A few popular modern worship songs for Ash Wednesday include: “At the Foot of the Cross (Ashes to Beauty)” by Kathryn Scott, “Beautiful Things” by Gungor, and “You Alone Can Rescue” by Matt Redman.

Ash Wednesday Fasting

Although some Christians will choose to make Lent a time to “fast” from something that they believe they have dedicated too much time to (television, social media, sugar, etc.), there are some more delineated rules to the Lent Fasting that more traditional denominations will follow. 

The season of Lent also reminds us of when Jesus fasted for 40 days in the desert. With the exclusion of Sundays (as Lent is technically 46 days, starting on Ash Wednesday), Christians will engage in a fast of sorts, to remember Jesus’ desert fast (Matthew 4). 

These rules can even differ amongst traditional denominations, but they usually are as follows, starting on Ash Wednesday:

- On Fridays, Christians will abstain from eating meat. You may have noticed how some restaurants may offer fish specials on Fridays during Lent season to accommodate this. This does include soups and gravies that have been made with meat products

- Depending on the tradition, abstaining from meat happens when someone reaches the age of 14-18 and ends around 60-70.

- As far as fasting goes, the ages of those who participate are typically between 18-59, with the exception of people who cannot participate due to health conditions such as the sick, pregnant, or those who work manual labor jobs.

- Christians fast on Ash Wednesday and Good Friday, meaning they have one meal that day (without any meat), with no other solid food consumed until the next day. (excerpt from Ash Wednesday Fasting by Hope Bolinger)

What Does the Bible Say about Ash Wednesday?

An exact reference is not made for Ash Wednesday in Scripture. However, the concept of ashes is mentioned throughout the Bible.

Ashes Represent Death & Mourning

Abraham mentioned being but dust and ashes (Genesis 18:27).

Tamar put ashes on her head and tore her clothes when she was in mourning from sin that was done to her (2 Samuel 13:9).

Mordecai tore his clothes and put ashes on his head when he learned of Haman's plan against the Jewish people (Esther 4:1-3).

Jeremiah encouraged his people to mourn in ashes (Jeremiah 6:26).

Ashes Signify a Burnt Offering

The burnt offering was one of the Jewish sacrifices found in the Old Testament. During the priestly sacrifices before Christ came as the ultimate sacrifice, animals were burned, and their ashes were the result of the burnt offerings. Leviticus 6:8-13 shares the instructions on the burnt offering. Leviticus 6:10-11 says, “The priest shall then put on his linen clothes, with linen undergarments next to his body, and shall remove the ashes of the burnt offering that the fire has consumed on the altar and place them beside the altar. Then he is to take off these clothes and put on others, and carry the ashes outside the camp to a place that is ceremonially clean.” Ashes were the result of a sacrifice. Jesus became our Sacrificial Lamb. The ashes of the cross on our heads represent the burnt offering that is the gateway to our new life. This is also displayed in Numbers 4:13.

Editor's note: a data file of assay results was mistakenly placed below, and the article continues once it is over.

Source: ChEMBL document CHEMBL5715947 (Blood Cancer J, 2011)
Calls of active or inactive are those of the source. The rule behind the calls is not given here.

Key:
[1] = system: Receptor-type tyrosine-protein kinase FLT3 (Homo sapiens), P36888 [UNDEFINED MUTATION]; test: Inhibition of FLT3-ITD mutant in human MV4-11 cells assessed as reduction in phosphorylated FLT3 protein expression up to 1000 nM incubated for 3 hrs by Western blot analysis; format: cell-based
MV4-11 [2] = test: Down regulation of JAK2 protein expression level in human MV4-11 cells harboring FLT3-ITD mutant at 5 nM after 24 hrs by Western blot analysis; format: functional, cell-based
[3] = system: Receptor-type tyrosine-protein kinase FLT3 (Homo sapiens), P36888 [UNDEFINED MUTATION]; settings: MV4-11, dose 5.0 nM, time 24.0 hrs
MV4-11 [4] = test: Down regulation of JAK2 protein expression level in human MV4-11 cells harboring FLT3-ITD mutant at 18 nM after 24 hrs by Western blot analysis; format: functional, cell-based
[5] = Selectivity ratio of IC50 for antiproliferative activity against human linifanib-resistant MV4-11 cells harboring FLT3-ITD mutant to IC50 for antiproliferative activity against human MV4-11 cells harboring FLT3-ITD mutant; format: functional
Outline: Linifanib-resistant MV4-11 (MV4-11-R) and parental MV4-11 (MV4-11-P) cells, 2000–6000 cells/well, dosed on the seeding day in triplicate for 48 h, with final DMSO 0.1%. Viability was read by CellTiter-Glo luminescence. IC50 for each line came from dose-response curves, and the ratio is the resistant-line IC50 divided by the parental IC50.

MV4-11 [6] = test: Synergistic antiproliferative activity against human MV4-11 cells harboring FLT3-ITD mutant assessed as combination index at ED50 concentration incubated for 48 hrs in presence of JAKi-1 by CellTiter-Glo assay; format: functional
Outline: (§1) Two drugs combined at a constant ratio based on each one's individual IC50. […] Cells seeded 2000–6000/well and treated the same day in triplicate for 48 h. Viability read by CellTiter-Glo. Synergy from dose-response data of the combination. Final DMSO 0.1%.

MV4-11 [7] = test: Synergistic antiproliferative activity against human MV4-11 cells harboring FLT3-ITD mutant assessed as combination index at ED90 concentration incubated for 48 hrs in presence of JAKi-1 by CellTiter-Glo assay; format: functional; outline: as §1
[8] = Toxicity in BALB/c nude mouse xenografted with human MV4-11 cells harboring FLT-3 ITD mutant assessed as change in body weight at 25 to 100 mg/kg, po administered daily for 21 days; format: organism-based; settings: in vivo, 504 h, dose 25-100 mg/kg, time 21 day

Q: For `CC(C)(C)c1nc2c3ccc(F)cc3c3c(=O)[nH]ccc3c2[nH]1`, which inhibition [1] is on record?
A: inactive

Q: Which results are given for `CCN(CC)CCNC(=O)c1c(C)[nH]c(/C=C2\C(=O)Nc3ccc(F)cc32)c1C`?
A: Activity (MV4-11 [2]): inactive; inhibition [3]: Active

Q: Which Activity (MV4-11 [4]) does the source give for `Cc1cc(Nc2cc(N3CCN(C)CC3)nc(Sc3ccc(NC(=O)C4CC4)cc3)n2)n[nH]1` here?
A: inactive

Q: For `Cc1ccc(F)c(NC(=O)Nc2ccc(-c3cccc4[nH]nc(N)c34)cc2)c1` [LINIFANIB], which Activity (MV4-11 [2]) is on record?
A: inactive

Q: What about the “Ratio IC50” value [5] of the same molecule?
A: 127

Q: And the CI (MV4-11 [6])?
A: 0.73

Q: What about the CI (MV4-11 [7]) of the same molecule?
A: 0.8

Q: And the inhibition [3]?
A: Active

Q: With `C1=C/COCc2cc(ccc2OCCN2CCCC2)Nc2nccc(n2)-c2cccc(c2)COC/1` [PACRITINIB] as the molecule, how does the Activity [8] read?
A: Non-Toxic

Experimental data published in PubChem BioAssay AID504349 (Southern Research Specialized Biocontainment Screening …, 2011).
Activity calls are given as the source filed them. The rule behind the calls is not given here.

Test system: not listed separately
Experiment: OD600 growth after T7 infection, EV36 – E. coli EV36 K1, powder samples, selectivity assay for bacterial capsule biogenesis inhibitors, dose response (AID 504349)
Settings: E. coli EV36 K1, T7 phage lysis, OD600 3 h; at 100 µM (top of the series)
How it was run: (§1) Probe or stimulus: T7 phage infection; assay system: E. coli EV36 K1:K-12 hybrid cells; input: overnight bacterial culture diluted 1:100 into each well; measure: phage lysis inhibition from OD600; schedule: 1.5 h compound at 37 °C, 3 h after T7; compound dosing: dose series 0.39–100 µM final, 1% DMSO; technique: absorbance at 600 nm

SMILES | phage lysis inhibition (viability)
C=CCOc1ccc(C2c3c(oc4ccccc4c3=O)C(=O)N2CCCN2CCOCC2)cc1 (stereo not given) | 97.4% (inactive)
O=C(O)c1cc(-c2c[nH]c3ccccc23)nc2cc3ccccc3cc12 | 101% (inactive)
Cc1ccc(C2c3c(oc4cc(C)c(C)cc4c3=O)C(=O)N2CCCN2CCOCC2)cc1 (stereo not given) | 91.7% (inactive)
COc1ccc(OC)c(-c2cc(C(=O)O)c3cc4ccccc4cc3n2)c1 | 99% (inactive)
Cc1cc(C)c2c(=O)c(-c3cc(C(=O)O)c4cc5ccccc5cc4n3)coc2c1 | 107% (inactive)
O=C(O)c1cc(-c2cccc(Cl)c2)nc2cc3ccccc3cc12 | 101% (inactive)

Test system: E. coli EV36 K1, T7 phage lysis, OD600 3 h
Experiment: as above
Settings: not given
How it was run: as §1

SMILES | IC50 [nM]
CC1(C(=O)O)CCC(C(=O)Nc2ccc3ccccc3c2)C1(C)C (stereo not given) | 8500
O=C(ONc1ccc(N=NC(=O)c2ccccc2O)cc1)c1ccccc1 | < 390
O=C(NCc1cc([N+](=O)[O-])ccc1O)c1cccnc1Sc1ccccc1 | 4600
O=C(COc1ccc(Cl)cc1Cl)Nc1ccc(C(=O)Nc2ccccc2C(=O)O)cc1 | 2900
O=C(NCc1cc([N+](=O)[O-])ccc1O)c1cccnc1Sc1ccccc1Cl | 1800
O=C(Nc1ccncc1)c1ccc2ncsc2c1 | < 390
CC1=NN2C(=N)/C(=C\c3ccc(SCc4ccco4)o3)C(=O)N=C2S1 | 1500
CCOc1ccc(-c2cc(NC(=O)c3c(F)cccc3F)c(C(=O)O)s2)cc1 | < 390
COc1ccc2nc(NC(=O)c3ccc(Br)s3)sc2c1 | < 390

Number 19:9 tells us that ashes left over from a sacrifice were used for the purification of sins.

Ashes Are Used in Repentance

Job 42:6 says, “Therefore I despise myself and repent in dust and ashes.”

Daniel made a huge confession and put ashes on his head on behalf of his people (Daniel 9:1-19).

The New Testament Shares of Ashes

Hebrews 9:11-14 says, “But when Christ came as high priest of the good things that are now already here, he went through the greater and more perfect tabernacle that is not made with human hands, that is to say, is not a part of this creation. He did not enter by means of the blood of goats and calves; but he entered the Most Holy Place once for all by his own blood, thus obtaining eternal redemption. The blood of goats and bulls and the ashes of a heifer sprinkled on those who are ceremonially unclean sanctify them so that they are outwardly clean. How much more, then, will the blood of Christ, who through the eternal Spirit offered himself unblemished to God, cleanse our consciences from acts that lead to death, so that we may serve the living God!”

The passage says, “The ashes of a heifer sprinkled on those who are ceremonially unclean sanctify them so that they are outwardly clean” (Hebrews 9:13b). This means that when we place ashes onto our heads, we are essentially joining in saying that our sacrifices are not enough, that the burnt offerings of the priests in the tabernacles covered sin outwardly, but only Jesus can forgive the sins of the heart. The blood of Christ sets us free.

How We Can Apply Ash Wednesday To Our Lives?

Isaiah mentions what true fasting is in Isaiah 58. Isaiah 58:5 challenges us, “Is this the kind of fast I have chosen, only a day for people to humble themselves? Is it only for bowing ones head like a reed and for lying in sackcloth and ashes? Is that what you call a fast, a day acceptable to the LORD?” He goes on to talk about the value of helping the oppressed, providing food for the poor, and clothing those in need.

This challenges me to remember that Ash Wednesday is simply one day of the year, but the attitude of that day needs to be carried through the entire calendar. These moments should simply be springboards to our faith and reminders of Christ’s love for us and for the world. But our ashes marked on our heads should remind us to share that cross with others so that they too can join in the joy of wearing the cross of Christ proudly.

Profound words were spoken in Matthew 16:24. “Then Jesus said to His disciples, Whoever wants to be my disciple must deny themselves and take up their cross and follow me.” May the cross of ashes remind us of the daily cross that we should carry with us with the help of the Holy Spirit.

Further Reading:

Photo credit: ©GettyImages/azerberber

Emma DanzeyEmma Danzey’s mission in life is to inspire young women to embrace the extraordinary. One of her greatest joys is to journey with the Lord in His Scriptures. Emma is a North Carolina resident and green tea enthusiast! She is married to her husband Drew and they serve international college students. She enjoys singing, dancing, trying new recipes, and watching home makeover shows. During her ministry career, Emma recorded two worship EP albums, founded and led Polished Conference Ministries, ran the Refined Magazine, and served in music education for early childhood. Currently, she is in the editing stages of her first two writing projects: a Bible study on womanhood and a non-fiction book on singleness. You can visit her blog at